See the related posts for Fifth Avenue and The High Road to Taos: Mabel Dodge, Georgia O'Keeffe, and New York City.
I'm a Fritos-type person, and in my experience it's always the skinny vegetarian person who shows up with the blue corn tortilla chips at a party. Blue corn, however, is the spirit of New Mexican cuisine, in addition to posole, green chili peppers and Chimayo chili powder. While there's no exact match in New York for dining in an adobe courtyard and smelling the piñon wood burning in a horno oven while looking at the stars, the city does have a few good Southwestern restaurants worth visiting.
102 5th Ave, New York 10011
Btwn 15th & 16th St
See Frank Bruni's revisit to Bobby Flay's popular restaurant here. This review is fresh, at the time of this posting just a day old.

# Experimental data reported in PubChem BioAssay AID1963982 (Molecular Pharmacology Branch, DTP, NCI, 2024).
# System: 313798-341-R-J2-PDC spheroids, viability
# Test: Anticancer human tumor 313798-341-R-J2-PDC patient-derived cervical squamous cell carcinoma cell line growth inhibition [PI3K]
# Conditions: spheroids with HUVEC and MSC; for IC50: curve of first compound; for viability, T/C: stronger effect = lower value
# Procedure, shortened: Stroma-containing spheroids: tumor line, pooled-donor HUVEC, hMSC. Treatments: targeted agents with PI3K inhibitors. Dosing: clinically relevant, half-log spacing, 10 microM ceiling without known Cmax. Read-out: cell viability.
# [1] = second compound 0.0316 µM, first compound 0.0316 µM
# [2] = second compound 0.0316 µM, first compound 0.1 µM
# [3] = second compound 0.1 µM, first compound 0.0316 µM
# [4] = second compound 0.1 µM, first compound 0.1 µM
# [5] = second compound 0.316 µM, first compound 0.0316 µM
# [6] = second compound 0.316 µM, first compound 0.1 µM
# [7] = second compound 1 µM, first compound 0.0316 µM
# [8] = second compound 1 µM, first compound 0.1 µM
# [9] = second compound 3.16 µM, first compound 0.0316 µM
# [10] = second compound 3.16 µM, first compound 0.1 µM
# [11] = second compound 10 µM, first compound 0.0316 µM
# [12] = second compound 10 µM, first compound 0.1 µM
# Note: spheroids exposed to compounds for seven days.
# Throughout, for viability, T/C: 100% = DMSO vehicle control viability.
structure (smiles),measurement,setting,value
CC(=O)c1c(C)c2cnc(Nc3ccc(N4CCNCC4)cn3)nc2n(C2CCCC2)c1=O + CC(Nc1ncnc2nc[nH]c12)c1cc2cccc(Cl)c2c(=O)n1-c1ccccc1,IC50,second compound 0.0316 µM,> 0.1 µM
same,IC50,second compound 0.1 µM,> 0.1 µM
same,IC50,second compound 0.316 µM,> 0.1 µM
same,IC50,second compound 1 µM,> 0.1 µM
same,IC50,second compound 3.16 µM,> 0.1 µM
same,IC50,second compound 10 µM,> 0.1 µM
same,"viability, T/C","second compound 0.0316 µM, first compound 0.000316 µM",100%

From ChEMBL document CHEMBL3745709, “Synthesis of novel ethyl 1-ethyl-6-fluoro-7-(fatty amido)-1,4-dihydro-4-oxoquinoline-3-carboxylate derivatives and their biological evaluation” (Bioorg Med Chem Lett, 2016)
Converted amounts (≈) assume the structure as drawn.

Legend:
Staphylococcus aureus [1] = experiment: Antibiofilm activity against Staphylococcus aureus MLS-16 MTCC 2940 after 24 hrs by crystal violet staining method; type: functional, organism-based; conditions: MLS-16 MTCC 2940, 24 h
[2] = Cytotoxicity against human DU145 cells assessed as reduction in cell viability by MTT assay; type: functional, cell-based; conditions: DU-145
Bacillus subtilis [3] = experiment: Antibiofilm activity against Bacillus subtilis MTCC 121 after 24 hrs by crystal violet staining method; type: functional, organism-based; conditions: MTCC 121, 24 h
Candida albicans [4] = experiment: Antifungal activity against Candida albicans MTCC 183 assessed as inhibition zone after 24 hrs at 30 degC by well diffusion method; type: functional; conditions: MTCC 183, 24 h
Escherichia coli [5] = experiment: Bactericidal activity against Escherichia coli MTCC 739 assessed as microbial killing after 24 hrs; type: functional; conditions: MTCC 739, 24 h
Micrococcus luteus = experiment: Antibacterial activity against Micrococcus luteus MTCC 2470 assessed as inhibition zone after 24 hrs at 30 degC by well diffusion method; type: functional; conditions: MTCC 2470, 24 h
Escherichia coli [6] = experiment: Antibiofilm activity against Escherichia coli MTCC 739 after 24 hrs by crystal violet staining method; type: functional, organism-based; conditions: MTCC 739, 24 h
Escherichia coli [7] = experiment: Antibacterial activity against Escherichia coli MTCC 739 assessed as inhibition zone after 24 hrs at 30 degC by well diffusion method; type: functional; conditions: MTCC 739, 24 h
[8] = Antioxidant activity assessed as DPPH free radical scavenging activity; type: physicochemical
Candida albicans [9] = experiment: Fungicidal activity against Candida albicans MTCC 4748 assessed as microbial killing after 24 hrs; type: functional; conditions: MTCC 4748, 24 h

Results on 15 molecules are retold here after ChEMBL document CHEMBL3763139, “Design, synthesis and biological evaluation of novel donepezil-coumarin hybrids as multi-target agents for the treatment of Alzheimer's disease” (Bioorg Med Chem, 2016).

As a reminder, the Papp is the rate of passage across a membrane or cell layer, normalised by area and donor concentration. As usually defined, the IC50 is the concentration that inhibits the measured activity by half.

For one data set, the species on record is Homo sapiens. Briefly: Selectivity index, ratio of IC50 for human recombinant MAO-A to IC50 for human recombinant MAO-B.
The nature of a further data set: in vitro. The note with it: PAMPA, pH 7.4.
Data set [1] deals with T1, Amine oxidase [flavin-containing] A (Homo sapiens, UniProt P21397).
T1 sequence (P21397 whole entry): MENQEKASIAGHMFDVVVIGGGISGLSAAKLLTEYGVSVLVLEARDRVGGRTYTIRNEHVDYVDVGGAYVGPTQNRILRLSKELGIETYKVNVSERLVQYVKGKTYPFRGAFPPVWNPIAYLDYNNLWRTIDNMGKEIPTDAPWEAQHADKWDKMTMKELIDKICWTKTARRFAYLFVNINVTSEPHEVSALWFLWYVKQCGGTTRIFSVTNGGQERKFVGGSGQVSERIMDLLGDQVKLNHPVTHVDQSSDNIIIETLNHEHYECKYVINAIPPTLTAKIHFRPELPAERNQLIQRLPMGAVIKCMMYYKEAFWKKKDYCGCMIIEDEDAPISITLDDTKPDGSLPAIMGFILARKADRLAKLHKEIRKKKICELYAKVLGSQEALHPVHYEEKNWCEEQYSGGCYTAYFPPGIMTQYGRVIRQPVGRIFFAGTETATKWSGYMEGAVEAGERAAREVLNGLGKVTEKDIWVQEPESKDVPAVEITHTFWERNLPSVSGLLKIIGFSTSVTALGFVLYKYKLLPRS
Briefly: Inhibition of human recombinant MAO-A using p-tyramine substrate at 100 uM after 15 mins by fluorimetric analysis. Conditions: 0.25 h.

140 7th Ave S, New York 10014
Btwn Charles & W 10th St
Los Dos Molinos
119 E 18th St, New York 10003
Btwn Irving Pl & Park Ave
Miracle Bar & Grill
415 Bleecker St, New York 10014
Btwn Bank & W 11th St
Santa Fe Grill
62 7th Ave, Brooklyn 11217
At Lincoln Place
If in Santa Fe and Taos, these are the Classics:
Santa Fe: La Casa Seña, The Pink Adobe, Santacafé, The Shed, Coyote Café.
The Pink Adobe's Steak Dunigan, a New York Strip with sautéed mushrooms and green chili, is cow heaven. Casa Seña features a trout wrapped in banana leaves and baked in adobe, so you have to smash it open at the table. Mark Miller's Coyote Cafe, representing the Santa Fe craze of the 80s, can be a fun, though expensive, theatrical dining event.
Taos: Bent Street Cafe and Deli, Doc Martin's at the Taos Inn, Ogelvie's Bar and Grill.
My favorite southwestern chef is Stephan Pyles, but eating at his restaurant requires a trip to Dallas.
Image: The Pink Adobe, on the Old Santa Fe Trail, Santa Fe, New Mexico, with turquoise bike and dog. Photo by Walking Off the Big Green Chili Pepper.